Tuesday, August 2, 2011

Bay People

It occurred to me the other day while I was crabbing off of the Maple Street Dock in my hometown on Long Island that I'm like a character straight out of an episode of Swamp People.  On Swamp People, crazies go out into the bayous of Louisiana to grab as many alligators as possible.  In my case, the catch is blue claw crabs and I'm out there to commit a "genocide in the Great South Bay," as it has once been dubbed.  I am drawn down to the dock to go crabbing every summer not only because of how deliciously sweet the crabs are, but also because fishing with a raw chicken wing tied to a line and armed only with a net is exceptionally fun.  My sister and I used to fish off of the dock for snappers with my dad when we were younger but caught little more than crabs nibbling at our bait.  Now that our strategy has changed (fish for crabs, not for fish,) the game proves tasty and rewarding.
I set out with Nick the other day and tied 4 lines of chicken to the dock.  The above is what we caught: about 10 male crabs of an acceptable size.  It is illegal to keep females and small crabs, and unfortunately most of the suckers we caught were still undersized.  (We'll be back in a few weeks for you who got away this time...)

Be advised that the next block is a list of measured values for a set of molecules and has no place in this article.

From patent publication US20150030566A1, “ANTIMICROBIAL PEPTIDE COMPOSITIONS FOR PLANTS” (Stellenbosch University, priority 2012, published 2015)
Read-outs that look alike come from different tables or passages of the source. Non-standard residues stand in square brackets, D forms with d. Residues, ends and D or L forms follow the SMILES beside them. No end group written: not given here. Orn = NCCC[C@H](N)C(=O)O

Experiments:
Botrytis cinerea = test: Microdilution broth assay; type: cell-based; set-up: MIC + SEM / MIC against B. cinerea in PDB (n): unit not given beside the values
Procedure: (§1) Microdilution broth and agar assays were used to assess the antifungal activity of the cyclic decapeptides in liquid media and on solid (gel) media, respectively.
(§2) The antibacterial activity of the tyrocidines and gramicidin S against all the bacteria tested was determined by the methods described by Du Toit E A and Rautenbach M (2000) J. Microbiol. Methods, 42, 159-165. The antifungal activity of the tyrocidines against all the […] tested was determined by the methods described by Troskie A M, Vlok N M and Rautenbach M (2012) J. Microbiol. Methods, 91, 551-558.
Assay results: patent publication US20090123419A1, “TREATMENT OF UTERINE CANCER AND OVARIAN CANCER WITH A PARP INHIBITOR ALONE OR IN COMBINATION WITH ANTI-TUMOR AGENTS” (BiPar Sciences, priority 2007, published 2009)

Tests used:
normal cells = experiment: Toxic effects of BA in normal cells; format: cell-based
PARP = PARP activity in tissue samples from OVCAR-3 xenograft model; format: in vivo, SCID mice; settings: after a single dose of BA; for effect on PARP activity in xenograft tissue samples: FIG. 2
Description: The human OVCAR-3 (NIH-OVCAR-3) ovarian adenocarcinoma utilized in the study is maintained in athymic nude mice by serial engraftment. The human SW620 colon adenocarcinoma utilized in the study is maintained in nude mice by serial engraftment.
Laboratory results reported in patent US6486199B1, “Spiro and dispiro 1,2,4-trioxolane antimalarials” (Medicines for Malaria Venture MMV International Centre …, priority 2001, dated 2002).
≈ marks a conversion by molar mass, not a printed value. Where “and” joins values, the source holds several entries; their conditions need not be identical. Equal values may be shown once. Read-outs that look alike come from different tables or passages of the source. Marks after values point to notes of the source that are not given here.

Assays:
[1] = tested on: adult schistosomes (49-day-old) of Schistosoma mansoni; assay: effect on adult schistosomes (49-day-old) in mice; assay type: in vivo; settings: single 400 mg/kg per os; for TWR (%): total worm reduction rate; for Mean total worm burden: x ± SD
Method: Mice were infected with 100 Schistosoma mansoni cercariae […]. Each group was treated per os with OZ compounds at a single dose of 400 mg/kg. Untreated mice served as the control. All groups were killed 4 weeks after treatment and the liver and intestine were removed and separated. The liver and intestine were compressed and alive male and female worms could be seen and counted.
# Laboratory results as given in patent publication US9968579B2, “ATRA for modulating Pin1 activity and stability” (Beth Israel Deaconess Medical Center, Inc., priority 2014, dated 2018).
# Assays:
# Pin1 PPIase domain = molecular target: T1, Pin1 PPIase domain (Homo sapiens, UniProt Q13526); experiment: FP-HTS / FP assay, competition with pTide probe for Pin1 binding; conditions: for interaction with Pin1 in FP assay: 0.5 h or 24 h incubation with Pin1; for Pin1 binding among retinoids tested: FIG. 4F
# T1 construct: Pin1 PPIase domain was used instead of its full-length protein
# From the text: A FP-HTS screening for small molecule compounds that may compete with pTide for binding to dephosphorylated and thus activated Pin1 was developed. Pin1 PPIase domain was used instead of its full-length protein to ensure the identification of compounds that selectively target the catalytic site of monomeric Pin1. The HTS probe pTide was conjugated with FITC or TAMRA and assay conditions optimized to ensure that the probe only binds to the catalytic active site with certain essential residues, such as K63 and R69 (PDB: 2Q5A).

At home I threw the live crabs into boiling water sprinkled with Old Bay Seasoning and covered until they turned bright red about 5 minutes later.
I take my crabs chilled, and after some time in the refridge they are ready to break open.  Here's the game plan:  Rip off all of the legs and turn the crab belly up.  Remove the carapace, or the top shell of the crab, by splitting the top and bottom apart near the back of the crab.  For a visual of the ugliness that is the inside of a crab, see below.
Break the body of the crab in half and dig in towards the bottom where the sweet white meat is hiding.  Those white meat looking things on the left in the above photo are gills, so don't eat them.  Dig under them to find the buried treasure.  Then attack the claws, where some of the largest chucks of meat lie.

Picking these crabs apart is too much work for some people.  I can definitely understand the allure of a crab salad sandwich or crab cakes over whole crabs.  But for me, the work is all part of the harvest process of plucking these crabs from the water two minutes away from my home.  From personally catching the crabs, breaking them apart and scavenging for each morsel of meat there is a sense of freshness and tradition that keeps me trudging back to the dock with my net every summer.


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